A microscopic test procedure that we could trust would test that hypothesis.


----- Original Message ----
From: Larry Williams <lwilliams@nas.com>
To: Robert Klein <arclein@yahoo.com>
Cc: Miles Tom <terrapreta@bioenergylists.org>
Sent: Tuesday, January 8, 2008 3:04:34 PM
Subject: Fwd: [Terrapreta] Early Terra Preta Production... and a Western Red Alder fantasy

Robert-------Thanks for reposting this information. After making
charcoal with Richard Haard, I can say that it takes a lot of work to
build and manage a firing and have wondered how we could afford to
make a mound type firing with very high priced fuel or no fuel. I am
into efficiency. Richard has followed the work of John Flottvik and
has received a fine grade of charcoal as a result. With many thanks
for John's support, free charcoal is not in the cards in the future.

I fully agree that transporting organics to a distant site makes no
sense or should I say "cents". Currently, we plan to do another
firing of wood in a few months for acquiring more charcoal and to see
what we can learn about the products from a firing. It seem that we
should consider doing a field burn in the late fall with corn stalks
to learn of the difficulties of using stover material. I would assume
that freshly dug damp clayey soil is essential in the process that
you describe.

We live under some regulations concerning air quality and this may
mean that the fall timing of a test may be a problem.

Have you made stover charcoal? It would seem that the stacked roots
would need some mudding to better seal the firing chamber. I have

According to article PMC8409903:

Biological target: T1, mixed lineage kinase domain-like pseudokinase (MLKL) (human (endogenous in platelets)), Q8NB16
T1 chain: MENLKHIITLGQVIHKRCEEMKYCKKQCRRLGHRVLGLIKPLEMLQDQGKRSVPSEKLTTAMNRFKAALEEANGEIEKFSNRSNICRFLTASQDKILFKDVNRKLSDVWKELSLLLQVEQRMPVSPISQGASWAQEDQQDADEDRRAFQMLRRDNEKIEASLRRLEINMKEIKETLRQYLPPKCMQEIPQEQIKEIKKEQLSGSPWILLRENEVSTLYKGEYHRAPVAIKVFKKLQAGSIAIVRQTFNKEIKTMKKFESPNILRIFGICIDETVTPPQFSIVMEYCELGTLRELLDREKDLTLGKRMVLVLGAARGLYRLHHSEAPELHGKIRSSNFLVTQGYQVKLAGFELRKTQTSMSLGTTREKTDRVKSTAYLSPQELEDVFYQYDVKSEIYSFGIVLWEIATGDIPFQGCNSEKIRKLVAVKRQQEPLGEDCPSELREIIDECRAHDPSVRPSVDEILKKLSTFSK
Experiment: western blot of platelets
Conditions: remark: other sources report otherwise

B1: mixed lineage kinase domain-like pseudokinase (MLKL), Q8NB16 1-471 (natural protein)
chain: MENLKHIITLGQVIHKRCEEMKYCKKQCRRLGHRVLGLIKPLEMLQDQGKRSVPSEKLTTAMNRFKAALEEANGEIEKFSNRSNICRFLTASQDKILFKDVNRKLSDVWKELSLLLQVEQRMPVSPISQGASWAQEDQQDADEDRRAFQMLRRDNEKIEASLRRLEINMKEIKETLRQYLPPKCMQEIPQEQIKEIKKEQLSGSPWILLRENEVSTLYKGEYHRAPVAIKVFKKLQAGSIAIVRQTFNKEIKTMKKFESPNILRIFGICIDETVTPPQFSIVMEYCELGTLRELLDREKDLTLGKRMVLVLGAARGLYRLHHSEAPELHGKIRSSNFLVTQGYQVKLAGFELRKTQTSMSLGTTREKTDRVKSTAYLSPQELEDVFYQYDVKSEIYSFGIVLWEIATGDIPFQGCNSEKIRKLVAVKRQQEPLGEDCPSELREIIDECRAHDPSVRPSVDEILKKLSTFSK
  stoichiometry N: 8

wondered is there is a fire proof blanket that could be used instead
of dirt if we tried a similar technic using small Western Red Alder
trees as you used the roots of the corn plants. As I write this it
comes to mind that I might be able to use a mixture of hay/ straw/
grass and clay to provide sealed surface to contain the firing
chamber. In local areas of high water tables young and old alder
trees have a flat roots mass. I might be able to use a jute mesh or
stuff the spaces between the roots with hay/ straw/ grass and clay to
assist in holding the surface together because the Alder roots are
not close knit. Using alder as the wood source would allow for a year
round firing potential... a fun fantasy. As you may be able to tell I
am writing as I work out the details.

With a stover kiln, how air tight do you think that it was? I have an
idea that it was fairly well sealed?

I much appreciate your thoughts-------Larry



The persistence of charcoal is ample evidence that charcoal resists any form of chemical weathering which makes sense but needed to be proved. Terra preta proves it. It is not resistant to mechanical weathering, however,and the type of corn char that we are proposing would start of been very fine. The remaining question is whether any particles large enough to show cell structure would survive. It is very fragile stuff.

The pottery shards may do some magic, but I think that will be a needle in a haystack, as the clay would be worked on the river bank and sun dried there.



----- Original Message ----
From: Gerald Van Koeverden <vnkvrdn@yahoo.ca>
To: Greg and April <gregandapril@earthlink.net>
Cc: Terra Preta <terrapreta@bioenergylists.org>
Sent: Tuesday, January 8, 2008 6:36:58 PM
Subject: Re: [Terrapreta] Early Terra Preta Production

Nobody would bother hiring a soil forensics scientist who has to depend on finding perfect specimens encased in ceramics or preserved in amber in order to make some deductions...


Hi Duane

Not as nicely as wood, but it should be possible to take it to the high probability level while confirming the use of fast growing annuals.


----- Original Message ----
From: Duane Pendergast <still.thinking@computare.org>
To: Robert Klein <arclein@yahoo.com>
Sent: Wednesday, January 9, 2008 10:57:43 AM
Subject: RE: [Terrapreta] Early Terra Preta Production


I got that the point of the eucalyptus example was simply to point that examination of the charcoal can reveal it’s source, presumably from microscopic structure. I wonder if corn charcoal is similarly identifiable

Duane Pendergast